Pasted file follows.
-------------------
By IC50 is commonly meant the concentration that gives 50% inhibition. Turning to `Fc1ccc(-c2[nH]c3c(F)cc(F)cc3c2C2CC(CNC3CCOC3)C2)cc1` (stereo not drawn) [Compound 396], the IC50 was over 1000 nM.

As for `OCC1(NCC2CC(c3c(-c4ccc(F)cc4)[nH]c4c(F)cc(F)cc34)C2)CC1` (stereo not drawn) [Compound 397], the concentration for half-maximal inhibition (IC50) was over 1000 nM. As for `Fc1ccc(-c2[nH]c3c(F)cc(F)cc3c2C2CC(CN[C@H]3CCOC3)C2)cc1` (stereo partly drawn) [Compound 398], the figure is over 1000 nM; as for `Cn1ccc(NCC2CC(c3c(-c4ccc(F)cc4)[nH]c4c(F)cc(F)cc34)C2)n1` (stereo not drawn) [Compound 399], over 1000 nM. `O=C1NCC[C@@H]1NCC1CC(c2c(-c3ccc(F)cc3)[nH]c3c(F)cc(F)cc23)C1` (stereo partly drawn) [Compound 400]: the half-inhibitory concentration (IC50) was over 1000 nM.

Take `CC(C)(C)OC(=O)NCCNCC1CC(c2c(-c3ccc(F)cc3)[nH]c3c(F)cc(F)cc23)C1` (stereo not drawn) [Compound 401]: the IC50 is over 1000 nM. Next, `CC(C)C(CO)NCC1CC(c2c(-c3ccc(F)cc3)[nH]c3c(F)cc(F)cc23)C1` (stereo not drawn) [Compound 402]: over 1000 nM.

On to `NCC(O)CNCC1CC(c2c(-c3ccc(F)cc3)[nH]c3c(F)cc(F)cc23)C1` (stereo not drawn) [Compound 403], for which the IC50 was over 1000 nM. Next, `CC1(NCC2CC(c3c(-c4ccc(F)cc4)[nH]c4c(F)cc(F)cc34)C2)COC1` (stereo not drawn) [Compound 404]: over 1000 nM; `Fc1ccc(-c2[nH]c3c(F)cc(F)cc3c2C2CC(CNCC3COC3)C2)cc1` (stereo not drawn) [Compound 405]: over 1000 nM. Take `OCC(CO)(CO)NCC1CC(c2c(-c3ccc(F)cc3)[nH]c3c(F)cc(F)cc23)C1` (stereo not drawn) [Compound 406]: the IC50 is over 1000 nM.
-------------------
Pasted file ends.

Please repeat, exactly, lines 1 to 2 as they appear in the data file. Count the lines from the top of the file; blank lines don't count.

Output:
By IC50 is commonly meant the concentration that gives 50% inhibition. Turning to `Fc1ccc(-c2[nH]c3c(F)cc(F)cc3c2C2CC(CNC3CCOC3)C2)cc1` (stereo not drawn) [Compound 396], the IC50 was over 1000 nM.

As for `OCC1(NCC2CC(c3c(-c4ccc(F)cc4)[nH]c4c(F)cc(F)cc34)C2)CC1` (stereo not drawn) [Compound 397], the concentration for half-maximal inhibition (IC50) was over 1000 nM. As for `Fc1ccc(-c2[nH]c3c(F)cc(F)cc3c2C2CC(CN[C@H]3CCOC3)C2)cc1` (stereo partly drawn) [Compound 398], the figure is over 1000 nM; as for `Cn1ccc(NCC2CC(c3c(-c4ccc(F)cc4)[nH]c4c(F)cc(F)cc34)C2)n1` (stereo not drawn) [Compound 399], over 1000 nM. `O=C1NCC[C@@H]1NCC1CC(c2c(-c3ccc(F)cc3)[nH]c3c(F)cc(F)cc23)C1` (stereo partly drawn) [Compound 400]: the half-inhibitory concentration (IC50) was over 1000 nM.